San Francisco has become a model city for inequality.
by Nik Bresnick
The story of San Francisco is that it’s a boomtown. And boomtowns are never particularly good places to live. Those of us who came here for an alternative to that, we’re in the minority now. San Francisco was always–at least rhetorically, and sometimes in action–a kind of community unto itself. Maybe it still is. But if San Francisco no longer represents an idea of humanism and freedom from the treadmill, then where do we fit in? What’s our role?
–Elaine Katzenberger of City Lights Books, p. 57
In Silicon City, author Cary McClelland has constructed a neatly woven book of oral histories about the Bay Area and the acute problems it is facing. As tech money and employees have streamed into San Francisco, many long-time residents have been evicted, out-priced and forced to move further and further away, dispersing and destroying once deep-rooted communities.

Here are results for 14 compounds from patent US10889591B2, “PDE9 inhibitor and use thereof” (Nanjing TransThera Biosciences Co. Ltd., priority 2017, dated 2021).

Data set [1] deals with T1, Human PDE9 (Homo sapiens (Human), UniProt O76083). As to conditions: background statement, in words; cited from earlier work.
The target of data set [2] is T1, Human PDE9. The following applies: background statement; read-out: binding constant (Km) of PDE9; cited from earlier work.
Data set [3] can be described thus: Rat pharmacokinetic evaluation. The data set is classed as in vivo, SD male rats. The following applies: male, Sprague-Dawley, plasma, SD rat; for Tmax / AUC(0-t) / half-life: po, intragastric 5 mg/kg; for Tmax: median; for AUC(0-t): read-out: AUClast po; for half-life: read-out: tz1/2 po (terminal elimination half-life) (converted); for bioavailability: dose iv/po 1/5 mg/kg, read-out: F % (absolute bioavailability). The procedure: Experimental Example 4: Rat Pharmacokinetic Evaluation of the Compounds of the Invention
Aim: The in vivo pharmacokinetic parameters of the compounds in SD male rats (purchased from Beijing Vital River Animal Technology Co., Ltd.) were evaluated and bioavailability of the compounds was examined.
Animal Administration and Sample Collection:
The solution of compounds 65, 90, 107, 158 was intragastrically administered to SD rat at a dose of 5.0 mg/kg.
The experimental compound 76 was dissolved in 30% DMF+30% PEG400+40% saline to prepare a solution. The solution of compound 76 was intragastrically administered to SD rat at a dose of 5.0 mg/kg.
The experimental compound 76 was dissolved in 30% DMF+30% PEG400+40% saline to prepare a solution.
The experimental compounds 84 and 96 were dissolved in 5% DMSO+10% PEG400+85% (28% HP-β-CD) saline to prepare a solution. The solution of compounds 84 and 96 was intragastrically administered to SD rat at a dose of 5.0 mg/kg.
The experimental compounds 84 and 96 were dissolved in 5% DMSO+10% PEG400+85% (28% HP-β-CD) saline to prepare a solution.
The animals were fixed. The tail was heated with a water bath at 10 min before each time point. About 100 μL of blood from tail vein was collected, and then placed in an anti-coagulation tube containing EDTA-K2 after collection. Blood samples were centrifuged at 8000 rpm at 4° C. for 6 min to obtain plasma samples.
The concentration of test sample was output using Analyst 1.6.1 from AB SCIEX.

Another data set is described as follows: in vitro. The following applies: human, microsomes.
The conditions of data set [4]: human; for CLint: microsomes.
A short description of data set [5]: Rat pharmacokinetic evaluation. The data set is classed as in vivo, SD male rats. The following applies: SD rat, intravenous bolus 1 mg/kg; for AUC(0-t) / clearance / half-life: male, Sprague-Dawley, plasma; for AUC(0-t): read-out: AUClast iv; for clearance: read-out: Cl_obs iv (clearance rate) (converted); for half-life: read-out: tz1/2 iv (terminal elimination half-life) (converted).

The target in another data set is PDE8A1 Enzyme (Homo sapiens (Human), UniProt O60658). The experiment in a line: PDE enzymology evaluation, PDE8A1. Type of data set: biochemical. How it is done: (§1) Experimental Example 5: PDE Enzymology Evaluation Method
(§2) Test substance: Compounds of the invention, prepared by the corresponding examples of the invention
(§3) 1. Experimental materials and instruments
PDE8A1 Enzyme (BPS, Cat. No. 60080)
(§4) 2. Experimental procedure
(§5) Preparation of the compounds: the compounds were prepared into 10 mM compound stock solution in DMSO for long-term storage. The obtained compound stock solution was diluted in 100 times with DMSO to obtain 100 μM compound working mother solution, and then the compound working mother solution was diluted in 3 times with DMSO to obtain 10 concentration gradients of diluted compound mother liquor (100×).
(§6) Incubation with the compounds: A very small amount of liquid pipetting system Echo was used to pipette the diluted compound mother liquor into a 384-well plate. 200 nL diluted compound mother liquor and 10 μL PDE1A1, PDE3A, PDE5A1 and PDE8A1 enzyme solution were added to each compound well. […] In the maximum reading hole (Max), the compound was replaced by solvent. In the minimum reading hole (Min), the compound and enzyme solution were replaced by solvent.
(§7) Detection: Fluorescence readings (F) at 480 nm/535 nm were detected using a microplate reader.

Written in the words of activists, booksellers, cab drivers, musicians, public defenders, geographers, sex therapists, gay families, tech pioneers, and elite employees whose jobs have removed all of life’s daily worries, this book covers a lot of ground. San Francisco, once a gathering place for outsiders, has become a model city of inequality and a place where few working-class people can easily afford to live.
If you live here, you already know.
If you don’t, you’ve probably seen that bit on your local news about a decrepit San Francisco shack the size of a one-car garage with a caved-in roof that sold for over a million bucks. It’s crazy, and it’s true. This is now an entire region of million-plus-dollar homes and teacher shortages. We are living in a time when many of the people who do the important work that binds society together can’t afford to live anywhere near their jobs.